"The creditors," muttered Bernie. "So you are trying to raise money to pay off old debts falling due?"

"Ahhh . . . perhaps I have said too much. But this is true. We must raise money to pay old debts. And there is not so much time."

"And you need a bailout to give the creditors confidence about your ability to repay new debt?"

"Precisely. We have been searching for a bailout, a new source of funds or at least a guarantee."

"How is that search going?" asked Bernie, plunking three pieces of shrimp at once into the cocktail sauce.

"Not very well. The European parties we approached speak in generalities. They don't want to say yes, but they don't want to say no."

"Why won't they say yes?"

"Because they believe we will use the money for consumption, not for investment. So it will not generate new revenues. It is, how you say, like the Ponzi arrangement."

Bernie chewed in silence for a moment. "I see. Then, why won't they say no?"

"Because they have invested in us already. If they say no and we fail, they will be harmed."

"So it is against their interests to say yes, and against their interests to say no."


Bernie took a deep breath, and then another mouthful of shrimp. "Then you need to find another sugar daddy."


"Another benefactor. A new player to give you a bailout. Perhaps someone some distance away, who is not as involved in the situation. You have been talking to Europeans?"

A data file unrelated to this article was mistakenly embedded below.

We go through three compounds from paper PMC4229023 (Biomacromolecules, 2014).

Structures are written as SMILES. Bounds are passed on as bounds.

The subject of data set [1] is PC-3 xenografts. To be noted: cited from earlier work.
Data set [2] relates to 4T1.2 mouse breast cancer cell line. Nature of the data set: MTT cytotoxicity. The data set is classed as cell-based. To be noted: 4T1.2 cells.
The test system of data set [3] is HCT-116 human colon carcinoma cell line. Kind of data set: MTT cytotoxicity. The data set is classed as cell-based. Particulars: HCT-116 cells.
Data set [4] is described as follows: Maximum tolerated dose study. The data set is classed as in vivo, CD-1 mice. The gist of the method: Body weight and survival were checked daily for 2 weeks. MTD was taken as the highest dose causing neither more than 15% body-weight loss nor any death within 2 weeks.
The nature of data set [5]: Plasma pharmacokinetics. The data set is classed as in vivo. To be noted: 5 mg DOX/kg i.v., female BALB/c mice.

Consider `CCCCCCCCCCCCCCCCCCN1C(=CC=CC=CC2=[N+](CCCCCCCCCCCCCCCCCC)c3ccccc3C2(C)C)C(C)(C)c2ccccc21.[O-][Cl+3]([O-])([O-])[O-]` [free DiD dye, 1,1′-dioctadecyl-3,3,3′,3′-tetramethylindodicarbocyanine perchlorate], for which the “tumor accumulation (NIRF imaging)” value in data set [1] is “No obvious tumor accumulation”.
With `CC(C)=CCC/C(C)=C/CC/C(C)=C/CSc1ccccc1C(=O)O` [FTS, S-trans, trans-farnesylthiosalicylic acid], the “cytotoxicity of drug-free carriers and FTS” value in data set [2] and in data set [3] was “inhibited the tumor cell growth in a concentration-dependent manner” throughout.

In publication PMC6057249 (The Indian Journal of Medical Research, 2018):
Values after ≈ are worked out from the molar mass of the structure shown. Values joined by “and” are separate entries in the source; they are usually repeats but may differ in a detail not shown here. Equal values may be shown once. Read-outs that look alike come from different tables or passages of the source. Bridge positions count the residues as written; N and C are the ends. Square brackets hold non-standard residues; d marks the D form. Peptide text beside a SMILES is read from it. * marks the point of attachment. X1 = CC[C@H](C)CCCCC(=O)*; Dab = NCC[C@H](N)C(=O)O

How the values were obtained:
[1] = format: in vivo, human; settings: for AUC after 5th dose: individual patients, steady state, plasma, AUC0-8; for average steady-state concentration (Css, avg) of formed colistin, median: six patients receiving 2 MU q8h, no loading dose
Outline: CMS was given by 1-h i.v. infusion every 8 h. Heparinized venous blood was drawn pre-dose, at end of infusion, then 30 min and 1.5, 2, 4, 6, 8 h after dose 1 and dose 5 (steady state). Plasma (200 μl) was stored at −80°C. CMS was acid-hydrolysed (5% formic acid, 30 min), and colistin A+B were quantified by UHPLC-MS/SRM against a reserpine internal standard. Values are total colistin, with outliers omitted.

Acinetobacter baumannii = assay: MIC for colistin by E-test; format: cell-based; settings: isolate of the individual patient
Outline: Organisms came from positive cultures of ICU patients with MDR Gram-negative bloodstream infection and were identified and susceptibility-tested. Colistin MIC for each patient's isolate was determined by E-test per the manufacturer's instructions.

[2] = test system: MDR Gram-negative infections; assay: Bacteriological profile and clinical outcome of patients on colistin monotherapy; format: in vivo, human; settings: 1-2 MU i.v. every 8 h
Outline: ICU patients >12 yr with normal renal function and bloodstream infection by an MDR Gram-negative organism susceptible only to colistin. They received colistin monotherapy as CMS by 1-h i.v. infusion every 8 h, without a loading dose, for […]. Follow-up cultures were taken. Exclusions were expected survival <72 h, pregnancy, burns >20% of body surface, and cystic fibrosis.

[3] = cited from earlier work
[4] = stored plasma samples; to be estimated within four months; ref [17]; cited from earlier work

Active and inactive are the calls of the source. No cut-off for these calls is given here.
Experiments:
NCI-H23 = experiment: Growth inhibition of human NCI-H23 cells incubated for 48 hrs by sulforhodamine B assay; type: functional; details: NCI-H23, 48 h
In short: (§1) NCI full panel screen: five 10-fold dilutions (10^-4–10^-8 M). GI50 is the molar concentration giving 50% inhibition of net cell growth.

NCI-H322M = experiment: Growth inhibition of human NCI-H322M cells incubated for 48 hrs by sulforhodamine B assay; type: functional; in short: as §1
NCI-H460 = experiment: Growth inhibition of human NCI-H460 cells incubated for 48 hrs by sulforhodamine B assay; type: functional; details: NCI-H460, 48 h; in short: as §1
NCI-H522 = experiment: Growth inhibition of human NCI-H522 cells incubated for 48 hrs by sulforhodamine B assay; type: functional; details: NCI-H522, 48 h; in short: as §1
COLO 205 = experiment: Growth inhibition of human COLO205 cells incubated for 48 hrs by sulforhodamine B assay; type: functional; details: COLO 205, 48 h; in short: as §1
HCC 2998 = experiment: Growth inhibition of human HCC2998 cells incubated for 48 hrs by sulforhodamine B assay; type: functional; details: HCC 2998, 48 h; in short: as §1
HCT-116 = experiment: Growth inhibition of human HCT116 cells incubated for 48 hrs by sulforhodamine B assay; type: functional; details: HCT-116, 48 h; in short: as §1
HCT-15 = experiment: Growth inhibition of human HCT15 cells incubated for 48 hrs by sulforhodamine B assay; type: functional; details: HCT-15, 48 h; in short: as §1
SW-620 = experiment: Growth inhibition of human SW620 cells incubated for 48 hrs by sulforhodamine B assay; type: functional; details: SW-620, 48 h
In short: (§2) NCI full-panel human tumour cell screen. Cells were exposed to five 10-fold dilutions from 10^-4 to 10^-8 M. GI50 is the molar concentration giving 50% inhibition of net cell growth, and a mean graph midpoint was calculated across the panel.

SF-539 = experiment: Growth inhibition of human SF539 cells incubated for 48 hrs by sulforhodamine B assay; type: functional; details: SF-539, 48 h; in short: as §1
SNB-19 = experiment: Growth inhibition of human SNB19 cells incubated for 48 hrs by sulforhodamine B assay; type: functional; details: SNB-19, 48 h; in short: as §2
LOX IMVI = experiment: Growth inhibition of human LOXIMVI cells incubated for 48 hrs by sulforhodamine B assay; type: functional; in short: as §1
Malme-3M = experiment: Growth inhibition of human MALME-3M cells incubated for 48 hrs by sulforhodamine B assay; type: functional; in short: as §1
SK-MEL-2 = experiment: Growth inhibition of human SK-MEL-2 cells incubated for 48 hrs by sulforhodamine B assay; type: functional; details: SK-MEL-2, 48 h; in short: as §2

"Yes. Interested parties in Europe."

"Maybe you should hop over the pond."

"Are you speaking of America?"

"That might be the next place to try."

"How could we persuade America to help European interests?"

"Think of something you could offer America."

The visitor stroked his chin, and then spoke. "We have been the victims of speculation in the derivatives market. It is very aggressive and damaging. Perhaps we could offer ourselves as an example of why your government should increase the regulation of derivatives. Your president might be interested, because he wants to add more regulation of derivatives but is having political problems with those people, the lobbyists. The international situation would give him . . . how you say it, political leverage . . . to change the laws. The lack of regulation is increasing international instability. This way, the profit making devices used by your big bankers . . . you call them Wall Street, I believe . . . will now be used against them."

Bernie smiled wryly. "I guess it's fair to say that sometimes, American financiers do go too far, and then the law catches up with them."

"So, if we give your government an international incident they can use to their advantage, perhaps they would have some sympathy for our situation."

"Maybe. Everything would have to be done very subtly. Nothing can be explicit, because the American government has many problems within the country to deal with, and the American people expect their government to take care of problems at home first."

"I understand perfectly. We will be very discreet."

"Good luck, then. And don't hesitate to come back for more advice."

"You have been very helpful, Mr. Madoff. Next time, I will bring ten pounds of shrimp."

No comments: